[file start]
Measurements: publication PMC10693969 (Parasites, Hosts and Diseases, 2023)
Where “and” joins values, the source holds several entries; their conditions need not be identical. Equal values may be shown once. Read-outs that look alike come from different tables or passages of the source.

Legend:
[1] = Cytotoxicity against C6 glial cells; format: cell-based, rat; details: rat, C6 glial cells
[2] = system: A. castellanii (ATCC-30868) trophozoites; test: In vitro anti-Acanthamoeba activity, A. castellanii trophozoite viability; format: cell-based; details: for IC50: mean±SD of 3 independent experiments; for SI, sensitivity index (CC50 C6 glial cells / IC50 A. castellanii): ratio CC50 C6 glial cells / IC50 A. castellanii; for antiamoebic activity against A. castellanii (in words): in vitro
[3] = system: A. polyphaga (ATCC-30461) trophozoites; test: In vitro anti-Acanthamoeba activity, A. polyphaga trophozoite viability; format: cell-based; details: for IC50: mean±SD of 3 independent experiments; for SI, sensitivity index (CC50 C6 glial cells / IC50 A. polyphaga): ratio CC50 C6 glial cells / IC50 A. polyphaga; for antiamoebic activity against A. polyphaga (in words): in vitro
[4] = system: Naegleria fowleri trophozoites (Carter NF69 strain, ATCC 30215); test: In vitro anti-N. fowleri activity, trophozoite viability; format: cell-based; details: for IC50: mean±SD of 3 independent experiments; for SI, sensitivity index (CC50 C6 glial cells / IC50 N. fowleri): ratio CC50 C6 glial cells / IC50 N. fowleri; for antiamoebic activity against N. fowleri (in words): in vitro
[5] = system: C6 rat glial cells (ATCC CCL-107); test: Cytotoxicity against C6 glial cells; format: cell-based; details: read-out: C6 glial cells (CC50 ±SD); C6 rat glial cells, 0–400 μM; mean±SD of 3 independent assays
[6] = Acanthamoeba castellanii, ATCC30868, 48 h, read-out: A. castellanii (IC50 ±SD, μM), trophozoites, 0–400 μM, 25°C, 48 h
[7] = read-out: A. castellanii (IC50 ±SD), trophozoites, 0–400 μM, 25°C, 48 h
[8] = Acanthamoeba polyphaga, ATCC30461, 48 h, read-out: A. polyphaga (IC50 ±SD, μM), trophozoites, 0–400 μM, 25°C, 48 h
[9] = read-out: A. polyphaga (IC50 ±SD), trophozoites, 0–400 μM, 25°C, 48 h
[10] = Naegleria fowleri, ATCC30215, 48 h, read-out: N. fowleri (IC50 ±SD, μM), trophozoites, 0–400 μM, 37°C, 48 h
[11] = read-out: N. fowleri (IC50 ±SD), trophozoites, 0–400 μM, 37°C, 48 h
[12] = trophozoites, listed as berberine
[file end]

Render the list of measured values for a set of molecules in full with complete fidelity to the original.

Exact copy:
Measurements: publication PMC10693969 (Parasites, Hosts and Diseases, 2023)
Where “and” joins values, the source holds several entries; their conditions need not be identical. Equal values may be shown once. Read-outs that look alike come from different tables or passages of the source.

Legend:
[1] = Cytotoxicity against C6 glial cells; format: cell-based, rat; details: rat, C6 glial cells
[2] = system: A. castellanii (ATCC-30868) trophozoites; test: In vitro anti-Acanthamoeba activity, A. castellanii trophozoite viability; format: cell-based; details: for IC50: mean±SD of 3 independent experiments; for SI, sensitivity index (CC50 C6 glial cells / IC50 A. castellanii): ratio CC50 C6 glial cells / IC50 A. castellanii; for antiamoebic activity against A. castellanii (in words): in vitro
[3] = system: A. polyphaga (ATCC-30461) trophozoites; test: In vitro anti-Acanthamoeba activity, A. polyphaga trophozoite viability; format: cell-based; details: for IC50: mean±SD of 3 independent experiments; for SI, sensitivity index (CC50 C6 glial cells / IC50 A. polyphaga): ratio CC50 C6 glial cells / IC50 A. polyphaga; for antiamoebic activity against A. polyphaga (in words): in vitro
[4] = system: Naegleria fowleri trophozoites (Carter NF69 strain, ATCC 30215); test: In vitro anti-N. fowleri activity, trophozoite viability; format: cell-based; details: for IC50: mean±SD of 3 independent experiments; for SI, sensitivity index (CC50 C6 glial cells / IC50 N. fowleri): ratio CC50 C6 glial cells / IC50 N. fowleri; for antiamoebic activity against N. fowleri (in words): in vitro
[5] = system: C6 rat glial cells (ATCC CCL-107); test: Cytotoxicity against C6 glial cells; format: cell-based; details: read-out: C6 glial cells (CC50 ±SD); C6 rat glial cells, 0–400 μM; mean±SD of 3 independent assays
[6] = Acanthamoeba castellanii, ATCC30868, 48 h, read-out: A. castellanii (IC50 ±SD, μM), trophozoites, 0–400 μM, 25°C, 48 h
[7] = read-out: A. castellanii (IC50 ±SD), trophozoites, 0–400 μM, 25°C, 48 h
[8] = Acanthamoeba polyphaga, ATCC30461, 48 h, read-out: A. polyphaga (IC50 ±SD, μM), trophozoites, 0–400 μM, 25°C, 48 h
[9] = read-out: A. polyphaga (IC50 ±SD), trophozoites, 0–400 μM, 25°C, 48 h
[10] = Naegleria fowleri, ATCC30215, 48 h, read-out: N. fowleri (IC50 ±SD, μM), trophozoites, 0–400 μM, 37°C, 48 h
[11] = read-out: N. fowleri (IC50 ±SD), trophozoites, 0–400 μM, 37°C, 48 h
[12] = trophozoites, listed as berberine